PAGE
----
A number of top military officers have publicly expressed reservation's about the Obama administration's proposed plan to launch airstrikes against the Syrian regime.
As the Washington Post highlighted, "Former and current officers, many with the painful lessons of Iraq and Afghanistan on their minds, said the main reservations concern the potential unintended consequences of launching cruise missiles against Syria."
Retired Lt. Gen. Gregory S. Newbold, who served as director of operations for the Joint Chiefs of Staff during the run-up to the Iraq war, said:
There’s a broad naivete in the political class about America’s obligations in foreign policy issues, and scary simplicity about the effects that employing American military power can achieve.
Marine Lt. Col. Gordon Miller, a fellow at the Center for a New American Security, warned of potentially devastating consequences:
If President Assad were to absorb the strikes and use chemical weapons again, this would be a significant blow to the United States’ credibility and it would be compelled to escalate the assault on Syria to achieve the original objectives.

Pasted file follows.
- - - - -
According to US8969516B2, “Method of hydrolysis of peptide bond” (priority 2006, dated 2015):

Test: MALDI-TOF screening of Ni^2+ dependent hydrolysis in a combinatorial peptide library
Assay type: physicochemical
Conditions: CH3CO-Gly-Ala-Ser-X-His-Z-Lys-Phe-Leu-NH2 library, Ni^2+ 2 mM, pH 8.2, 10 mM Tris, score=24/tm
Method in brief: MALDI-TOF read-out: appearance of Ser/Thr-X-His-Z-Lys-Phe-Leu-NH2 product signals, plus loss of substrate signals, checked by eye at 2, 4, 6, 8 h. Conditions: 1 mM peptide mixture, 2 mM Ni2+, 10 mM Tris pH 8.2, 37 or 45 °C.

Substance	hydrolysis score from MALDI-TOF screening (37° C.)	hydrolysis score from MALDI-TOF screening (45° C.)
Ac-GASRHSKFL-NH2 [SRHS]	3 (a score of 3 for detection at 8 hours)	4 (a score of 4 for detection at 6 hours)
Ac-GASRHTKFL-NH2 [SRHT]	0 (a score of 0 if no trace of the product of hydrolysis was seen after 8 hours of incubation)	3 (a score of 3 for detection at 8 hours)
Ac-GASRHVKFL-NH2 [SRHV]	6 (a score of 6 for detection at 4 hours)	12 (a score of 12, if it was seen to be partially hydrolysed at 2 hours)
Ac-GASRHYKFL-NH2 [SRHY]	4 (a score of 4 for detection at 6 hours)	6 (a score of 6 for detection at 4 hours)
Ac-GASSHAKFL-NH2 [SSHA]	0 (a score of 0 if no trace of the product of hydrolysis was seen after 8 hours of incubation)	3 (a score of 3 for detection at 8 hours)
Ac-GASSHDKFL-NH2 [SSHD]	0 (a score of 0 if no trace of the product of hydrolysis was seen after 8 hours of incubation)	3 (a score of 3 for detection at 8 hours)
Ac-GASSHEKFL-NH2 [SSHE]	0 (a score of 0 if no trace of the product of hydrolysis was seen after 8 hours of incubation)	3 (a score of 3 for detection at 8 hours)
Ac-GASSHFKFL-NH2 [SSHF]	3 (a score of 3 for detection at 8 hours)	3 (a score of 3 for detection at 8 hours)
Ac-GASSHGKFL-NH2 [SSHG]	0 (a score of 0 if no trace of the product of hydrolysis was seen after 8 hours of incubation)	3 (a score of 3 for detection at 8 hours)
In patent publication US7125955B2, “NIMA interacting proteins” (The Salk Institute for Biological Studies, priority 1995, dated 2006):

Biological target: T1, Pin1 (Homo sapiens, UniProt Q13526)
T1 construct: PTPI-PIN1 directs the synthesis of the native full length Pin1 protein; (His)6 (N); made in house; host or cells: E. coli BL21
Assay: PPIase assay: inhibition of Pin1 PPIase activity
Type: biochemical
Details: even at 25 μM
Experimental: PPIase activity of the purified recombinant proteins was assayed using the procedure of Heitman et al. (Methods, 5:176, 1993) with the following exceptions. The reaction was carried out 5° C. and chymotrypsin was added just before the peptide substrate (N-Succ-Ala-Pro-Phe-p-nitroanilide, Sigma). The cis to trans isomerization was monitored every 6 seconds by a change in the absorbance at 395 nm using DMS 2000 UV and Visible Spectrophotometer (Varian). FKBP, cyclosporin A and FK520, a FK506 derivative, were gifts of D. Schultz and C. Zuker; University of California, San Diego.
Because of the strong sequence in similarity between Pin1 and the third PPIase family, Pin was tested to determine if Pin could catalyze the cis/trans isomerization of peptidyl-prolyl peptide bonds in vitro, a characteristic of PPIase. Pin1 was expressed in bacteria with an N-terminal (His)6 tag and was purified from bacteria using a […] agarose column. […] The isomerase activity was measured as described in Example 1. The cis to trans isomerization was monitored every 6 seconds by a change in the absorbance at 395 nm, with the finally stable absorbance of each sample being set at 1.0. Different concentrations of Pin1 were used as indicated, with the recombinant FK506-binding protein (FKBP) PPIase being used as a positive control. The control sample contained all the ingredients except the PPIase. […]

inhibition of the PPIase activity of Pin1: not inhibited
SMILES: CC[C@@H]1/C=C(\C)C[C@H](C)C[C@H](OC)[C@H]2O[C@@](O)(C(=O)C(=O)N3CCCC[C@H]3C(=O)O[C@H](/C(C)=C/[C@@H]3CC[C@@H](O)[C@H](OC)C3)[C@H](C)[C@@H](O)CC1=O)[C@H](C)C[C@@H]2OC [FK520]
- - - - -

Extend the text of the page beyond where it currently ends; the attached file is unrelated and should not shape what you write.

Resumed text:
Gen. Martin Dempsey, chairman of the Joint Chiefs of Staff, has warned about the risks of deeper involvement following initial strikes. He noted:
As we weigh our options, we should be able to conclude with some confidence that use of force will move us toward the intended outcome. Once we take action, we should be prepared for what comes next. Deeper involvement is hard to avoid...
... The application of force rarely produces and, in fact, maybe never produces the outcome we seek.